Shame and vulnerability burst out of the closet 7 years ago, thanks to the incomparable Brene Brown. Her groundbreaking research shed light into how they suppress our courage to live an authentic life. Facing our vulnerabilities is never easy. However, it’s the first step towards controlling our own narratives.

In turn, I firmly believe that shame plays a leading role with why we delay the space clearing process. Read on about 5 common truths we feel shame about with our own household clutter.

fashion loving

1. We Love to Shop

It’s hard for us to imagine that the average American once owned just a few outfits. But it’s true: during the 1940s, World War II caused rationing of fabric and thread. It was common to purchase a very simple ensemble or two and to wear them frequently until they wore out. If you think about it, we actually functioned with a uniform of sorts.

Fast forward to the present? “Shopping is a sport”! We are cajoled with seasonal sales, holiday sales, Amazon Prime Day and Black Friday sales, just to name a few. Indeed, “retail therapy” is a real activity, albeit a costly one. We’re trained to buy the latest style, time and time again. Subsequently, we feel shame when we admit that we enjoy the dopamine rush of purchasing something new.

shiny object syndrome

2. We Adore Shiny Objects

Most folks have a weakness for buying something. I have a friend who is infatuated with rose gold. Jewelry, shoes, clothing…you name it…it is a siren call for her credit card! Even my “tomboyish” sister-in-law loathes to clothes shop but she can spend hours trolling the aisles of Home Depot! Yet paring down requires us to face our retail Achille’s Heel which is painful.

more is better

3. We Think More is Better

Can you relate: You find a blue t-shirt that fits you perfectly. And you could use this for multiple occasions so…score! Then you proceed to scoop it up in black, pink and white, too. I mean, it fits so well! But do you actually wear each of them equally? Or do you tend to wear the blue one because that’s the color that truly pops on you?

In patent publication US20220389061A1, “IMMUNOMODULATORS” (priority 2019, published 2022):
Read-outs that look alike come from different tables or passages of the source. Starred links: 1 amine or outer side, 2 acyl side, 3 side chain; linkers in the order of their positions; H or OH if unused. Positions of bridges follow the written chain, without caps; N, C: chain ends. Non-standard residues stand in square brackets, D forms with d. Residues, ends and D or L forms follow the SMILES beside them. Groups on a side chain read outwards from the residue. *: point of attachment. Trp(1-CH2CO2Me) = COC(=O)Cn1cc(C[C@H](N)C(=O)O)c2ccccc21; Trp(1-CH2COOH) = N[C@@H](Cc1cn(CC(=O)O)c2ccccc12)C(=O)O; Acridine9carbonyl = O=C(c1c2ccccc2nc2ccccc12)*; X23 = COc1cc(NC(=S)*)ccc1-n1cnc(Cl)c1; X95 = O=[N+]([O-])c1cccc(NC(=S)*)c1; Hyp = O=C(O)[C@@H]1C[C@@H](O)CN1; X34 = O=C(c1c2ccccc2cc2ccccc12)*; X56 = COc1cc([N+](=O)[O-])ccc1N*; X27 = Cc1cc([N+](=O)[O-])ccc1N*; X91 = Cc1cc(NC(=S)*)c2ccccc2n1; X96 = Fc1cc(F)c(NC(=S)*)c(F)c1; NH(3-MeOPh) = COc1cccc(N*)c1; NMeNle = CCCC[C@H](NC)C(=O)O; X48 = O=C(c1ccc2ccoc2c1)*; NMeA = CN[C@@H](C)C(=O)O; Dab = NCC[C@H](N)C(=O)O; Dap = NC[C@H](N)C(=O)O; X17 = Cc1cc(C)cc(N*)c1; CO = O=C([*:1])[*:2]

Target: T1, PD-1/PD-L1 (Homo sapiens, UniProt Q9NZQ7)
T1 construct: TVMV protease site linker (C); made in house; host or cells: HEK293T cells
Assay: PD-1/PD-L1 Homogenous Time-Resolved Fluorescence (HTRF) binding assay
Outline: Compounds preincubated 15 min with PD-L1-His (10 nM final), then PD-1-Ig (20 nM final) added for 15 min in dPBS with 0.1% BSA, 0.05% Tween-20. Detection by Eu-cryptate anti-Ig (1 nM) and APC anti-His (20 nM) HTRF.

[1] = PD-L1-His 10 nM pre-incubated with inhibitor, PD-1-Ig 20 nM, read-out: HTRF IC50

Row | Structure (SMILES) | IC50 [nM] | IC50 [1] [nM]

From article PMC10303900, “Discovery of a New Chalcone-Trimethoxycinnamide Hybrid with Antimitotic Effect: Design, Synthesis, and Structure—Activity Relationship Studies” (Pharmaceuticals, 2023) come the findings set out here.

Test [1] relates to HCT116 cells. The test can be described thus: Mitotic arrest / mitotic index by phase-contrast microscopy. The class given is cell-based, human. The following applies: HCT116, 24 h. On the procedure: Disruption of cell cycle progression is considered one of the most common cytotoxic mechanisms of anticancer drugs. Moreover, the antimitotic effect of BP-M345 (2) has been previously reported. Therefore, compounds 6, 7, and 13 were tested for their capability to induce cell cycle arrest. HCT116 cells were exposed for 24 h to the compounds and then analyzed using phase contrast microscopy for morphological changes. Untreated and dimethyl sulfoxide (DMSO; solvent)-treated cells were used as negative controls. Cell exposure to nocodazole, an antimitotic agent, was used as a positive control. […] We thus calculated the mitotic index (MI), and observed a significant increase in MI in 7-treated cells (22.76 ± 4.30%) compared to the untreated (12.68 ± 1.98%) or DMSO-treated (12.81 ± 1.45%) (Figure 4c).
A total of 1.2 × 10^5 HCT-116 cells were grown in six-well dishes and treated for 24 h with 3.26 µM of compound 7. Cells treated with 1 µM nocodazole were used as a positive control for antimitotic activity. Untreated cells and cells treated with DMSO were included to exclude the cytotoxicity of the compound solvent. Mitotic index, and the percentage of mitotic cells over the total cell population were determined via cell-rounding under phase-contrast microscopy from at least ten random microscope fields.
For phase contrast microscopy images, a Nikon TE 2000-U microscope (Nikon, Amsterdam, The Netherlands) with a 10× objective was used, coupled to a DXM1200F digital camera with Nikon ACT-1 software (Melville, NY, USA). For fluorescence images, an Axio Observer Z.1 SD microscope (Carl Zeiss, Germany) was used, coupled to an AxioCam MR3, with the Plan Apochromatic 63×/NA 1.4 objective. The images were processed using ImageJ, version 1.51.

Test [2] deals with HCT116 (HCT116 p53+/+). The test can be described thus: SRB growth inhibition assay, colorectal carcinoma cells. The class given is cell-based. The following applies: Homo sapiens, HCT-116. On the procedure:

It’s a fact that most of us wear 20% of our wardrobe 80% of the time. And one of the reasons is that we naturally gravitate to what fits, flatters and feels the best. So we feel shame when we face the excess of whatever we can’t seem to own enough of, yet don’t really use.


4. We Tend to [Over]Spend

Most people have a set budget yet many often blow past it. Thanks to stored credit card data on-line, PayPal or even memorized credit card digits, it’s too easy to click and buy. And then when the bills arrive 30 days later? Ouch!

Or how about this: Do you review the year-end statements that many credit card companies provide? They categorize the types of purchases you made throughout the year. You can see in black and white where your money goes. In the same way, opening your closets or drawers requires you to face what your financial priorities are.

low self esteem

5. We Have Low Self-Esteem

Lastly, remember the familiar phrase, “keeping up with the Joneses? According to Wikipedia, it was coined over 100 years ago. Imagine how the explosion of social media has exponentially upped the ante of comparing ourselves to others! Celebrities of all sorts influence what we should wear, eat and do. We are persuaded to buy so that we, too, will be beautiful, desirable and relevant. In fact, being ordinary or “average” is the kiss of death.

What if you took the plunge and examined what you own? How many items still have tags on them? How many are bought simply because they are on trend? Yet what if they don’t truly suit our shape or lifestyle? In other words, have you accumulated too much in pursuit of feeling better about yourself?


What Do You Think?

Your turn: which of these truths stir up shame for you? Do you recognize a pattern with why you have more than you use? Why is it difficult for you to get started with your own decluttering? Drop us a comment below. Share where you’re at with space clearing.

Then head over here: Begin releasing what you no longer need, use or love.…and thanks for stopping by!